Doctor's Note

How much D should those who can't get enough sun take? I now recommend 2000 iu a day. That's not what the Institute of Medicine says though. I justify my recommendation on a two-week video series that starts with Vitamin D Recommendations Changed and ends with Resolving the Vitamin D-Bate. What about tanning beds? See Vitamin D Pills vs. Tanning Beds. I also recommend to Take Vitamin D Supplements With Meals. What's that bit about vitamin D and longevity? See Vitamin D and Mortality May Be a U-shaped Curve. You know I'm averse to mentioning brand names, but please feel free to leave any recommendations in the comments for cheap sources.

I still think people should eat mushrooms though! For starters, see:

There are another 20 videos and posts on mushrooms as well as hundreds of videos on more than a thousand nutrition topics.

Check out my blog post for additional context: Vitamin D from Mushrooms, Sun, or Supplements? 

If you haven't yet, you can subscribe to my videos for free by clicking here.

  • cobalamin

    I’ve read somewhere that the body produces more than one Vitamin D on the skin, as in more than one photoisomer of Vitamin D; Is this true?

    • http://macsmiley.tumblr.com/ MacSmiley

      Dunno, but if you watch the Richard Weller video I cited above, you may notice that Vitamin D supplementation did not have the same effect on the heart as sun exposure.

      • cobalamin

        Thanks for the video.

        It has nothing to do with what I asked.

        The video says.. Sunshine realeases the NO(nitric oxide) from the skin. NO is a vasoladitor… it widens blood vessels and makes blood flow smoothly which is excellent however a person does need to eat leafy greens in the first place to get NO in the skin.

        Next time. Please refrain from answering questions you don’t have the answer to.

        • http://macsmiley.tumblr.com/ MacSmiley

          No need to be contrary. I felt the comment, though not a direct answer, was still pertinent, because…

          “Vitamin D supplementation did not have the same effect on the heart as sun exposure.”

          Be it multiple forms of Vit D, NO, or other processes we have yet to discover, there is plenty of room for an open mind and more research into the many ways sunlight benefits us.

  • John B

    Although I live in southern California and might get adequate vitamin D from exposure to the sun, I’m aware of the dangers of sun exposure such as skin cancer and prematurely aged skin and so I prefer to stay out of the sun and supplement with Vitamin D caps. Eating a plant-based diet just won’t allow you to get adequate vitamin D unless you eat a huge amount of mushrooms every day, so supplementing is much easier and probably cheaper considering the price of two cups of mushrooms each day.

    • http://macsmiley.tumblr.com/ MacSmiley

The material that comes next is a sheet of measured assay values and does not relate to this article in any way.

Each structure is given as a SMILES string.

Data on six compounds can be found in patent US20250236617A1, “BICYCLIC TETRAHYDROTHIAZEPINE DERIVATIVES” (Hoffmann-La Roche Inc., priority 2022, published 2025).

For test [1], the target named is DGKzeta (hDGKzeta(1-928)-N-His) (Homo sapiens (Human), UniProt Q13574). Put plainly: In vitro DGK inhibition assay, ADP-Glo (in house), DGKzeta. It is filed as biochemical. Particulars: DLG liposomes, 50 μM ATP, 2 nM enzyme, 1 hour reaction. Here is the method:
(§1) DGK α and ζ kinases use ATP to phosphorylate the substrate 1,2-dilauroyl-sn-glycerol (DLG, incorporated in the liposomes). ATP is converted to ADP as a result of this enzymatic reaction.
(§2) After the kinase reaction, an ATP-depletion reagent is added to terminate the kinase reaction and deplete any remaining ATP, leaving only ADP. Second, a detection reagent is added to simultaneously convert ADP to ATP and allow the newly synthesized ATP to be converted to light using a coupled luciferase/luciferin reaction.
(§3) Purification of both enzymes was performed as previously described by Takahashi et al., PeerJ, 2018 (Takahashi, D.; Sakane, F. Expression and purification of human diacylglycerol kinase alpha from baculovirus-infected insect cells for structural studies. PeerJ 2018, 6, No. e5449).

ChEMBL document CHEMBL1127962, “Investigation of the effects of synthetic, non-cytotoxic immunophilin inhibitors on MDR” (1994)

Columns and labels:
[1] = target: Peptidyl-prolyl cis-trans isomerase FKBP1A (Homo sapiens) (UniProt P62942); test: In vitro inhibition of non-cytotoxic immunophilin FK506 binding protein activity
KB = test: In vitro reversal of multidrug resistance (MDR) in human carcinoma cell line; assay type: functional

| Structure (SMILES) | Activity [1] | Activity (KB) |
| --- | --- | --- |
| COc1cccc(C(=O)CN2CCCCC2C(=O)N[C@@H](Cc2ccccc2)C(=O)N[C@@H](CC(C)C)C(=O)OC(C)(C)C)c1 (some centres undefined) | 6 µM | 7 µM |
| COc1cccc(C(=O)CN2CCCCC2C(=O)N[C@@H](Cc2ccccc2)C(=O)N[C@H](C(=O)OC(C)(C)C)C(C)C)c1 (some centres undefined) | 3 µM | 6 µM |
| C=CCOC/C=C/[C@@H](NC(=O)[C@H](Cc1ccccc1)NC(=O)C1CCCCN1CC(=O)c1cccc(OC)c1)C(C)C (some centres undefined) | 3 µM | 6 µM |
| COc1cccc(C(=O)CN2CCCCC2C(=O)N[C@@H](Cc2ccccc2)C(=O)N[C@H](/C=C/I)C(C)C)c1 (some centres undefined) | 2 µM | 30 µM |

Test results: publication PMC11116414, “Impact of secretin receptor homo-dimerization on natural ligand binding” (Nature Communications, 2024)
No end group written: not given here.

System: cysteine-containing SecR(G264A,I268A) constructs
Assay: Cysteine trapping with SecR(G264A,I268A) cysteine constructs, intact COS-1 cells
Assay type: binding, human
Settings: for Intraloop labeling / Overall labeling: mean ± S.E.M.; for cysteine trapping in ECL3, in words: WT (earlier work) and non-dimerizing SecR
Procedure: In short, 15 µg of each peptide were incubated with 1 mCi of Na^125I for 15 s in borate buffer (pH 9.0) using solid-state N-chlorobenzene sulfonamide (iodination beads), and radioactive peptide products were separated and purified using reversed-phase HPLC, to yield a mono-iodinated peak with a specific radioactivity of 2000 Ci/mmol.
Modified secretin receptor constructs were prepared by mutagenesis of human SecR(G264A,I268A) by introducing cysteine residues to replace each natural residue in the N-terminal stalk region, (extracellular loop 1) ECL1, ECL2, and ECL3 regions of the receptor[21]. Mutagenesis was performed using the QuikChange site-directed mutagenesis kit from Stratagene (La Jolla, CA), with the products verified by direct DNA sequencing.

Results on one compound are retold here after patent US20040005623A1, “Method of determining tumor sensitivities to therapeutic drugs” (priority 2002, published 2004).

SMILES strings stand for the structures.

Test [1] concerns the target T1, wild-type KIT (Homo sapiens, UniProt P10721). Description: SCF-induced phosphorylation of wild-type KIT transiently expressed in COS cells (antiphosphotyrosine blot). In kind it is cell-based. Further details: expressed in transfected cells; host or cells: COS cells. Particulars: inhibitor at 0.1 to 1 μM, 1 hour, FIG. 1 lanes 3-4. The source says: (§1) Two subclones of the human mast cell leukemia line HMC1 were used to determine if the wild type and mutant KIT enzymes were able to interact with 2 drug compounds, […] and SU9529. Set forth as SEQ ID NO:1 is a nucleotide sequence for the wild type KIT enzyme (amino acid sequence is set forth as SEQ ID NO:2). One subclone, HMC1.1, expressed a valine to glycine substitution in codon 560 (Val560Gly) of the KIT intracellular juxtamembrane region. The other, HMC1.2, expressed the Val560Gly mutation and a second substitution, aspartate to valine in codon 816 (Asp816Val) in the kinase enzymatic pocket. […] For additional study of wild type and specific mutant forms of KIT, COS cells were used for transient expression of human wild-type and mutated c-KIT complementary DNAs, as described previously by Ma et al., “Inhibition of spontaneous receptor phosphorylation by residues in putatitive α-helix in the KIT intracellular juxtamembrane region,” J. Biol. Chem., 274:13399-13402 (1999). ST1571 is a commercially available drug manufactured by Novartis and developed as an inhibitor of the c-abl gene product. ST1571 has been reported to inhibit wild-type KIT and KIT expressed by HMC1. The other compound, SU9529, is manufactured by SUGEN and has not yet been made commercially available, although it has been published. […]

Sun exposure: There’s evidently more going on in the body beyond the manufacture of Vitamin D.

      Richard Weller: Could the sun be good for your heart?

      http://www.ted.com/talks/richard_weller_could_the_sun_be_good_for_your_heart.html

      Skin cancer risk versus the nation’s biggest killer. You do the math.

      • HemoDynamic, M.D.

        I agree! I have already seen that Ted presentation and it is fantastic what the evidence is showing. Everyone should watch that presentation. Also there is evidence that a plant based diet can reverse Gorlin Syndrome a Basal Cell Cancer genetic abnormality. http://nutritionfacts.org/video/treating-gorlin-syndrome-with-green-tea/
        Recently I heard that a plant based lifestyle can reverse melanoma but I cannot find the research at this time.
        Thanks Mac for your post!

        • http://macsmiley.tumblr.com/ MacSmiley

          I’m sure you caught the mention at the tail end of that talk about diet. If you want the sun to release the nitrates in your skin into your bloodstream, it behooves one to eat a diet rich in nitrate-rich plants so as to put the nitrates there in the first place.

          I expect Dr. G will enjoy reporting on that research ASAP.

    • TMR

      Vitashine D3 is a plant-based D supplement. It works well. I’ve been taking it for some time now and my D levels are excellent. Prior to this, I had a deficiency despite adequate sun exposure.

      Disclaimer: Pls note I have no financial interest or gain from mentioning this product.

    • Dan

      But two cups of mushrooms a day are great for you! LOL! The risk of skin cancer is incredibly low at 15 mins in midday sun, which is all you need is SOCAL ..The mental benefits of being in the sun also cannot be underestimated.

  • GZ

    Correct me if I’m wrong, but isn’t plant-based D3 supplementation a new and minuscule % of the overall D3 supplementation market? If so are we sure that these studies about D3 also pertain to the plant based derivatives? I don’t think I’ve ever seen a plant-based D3 supplement anywhere that wasn’t online.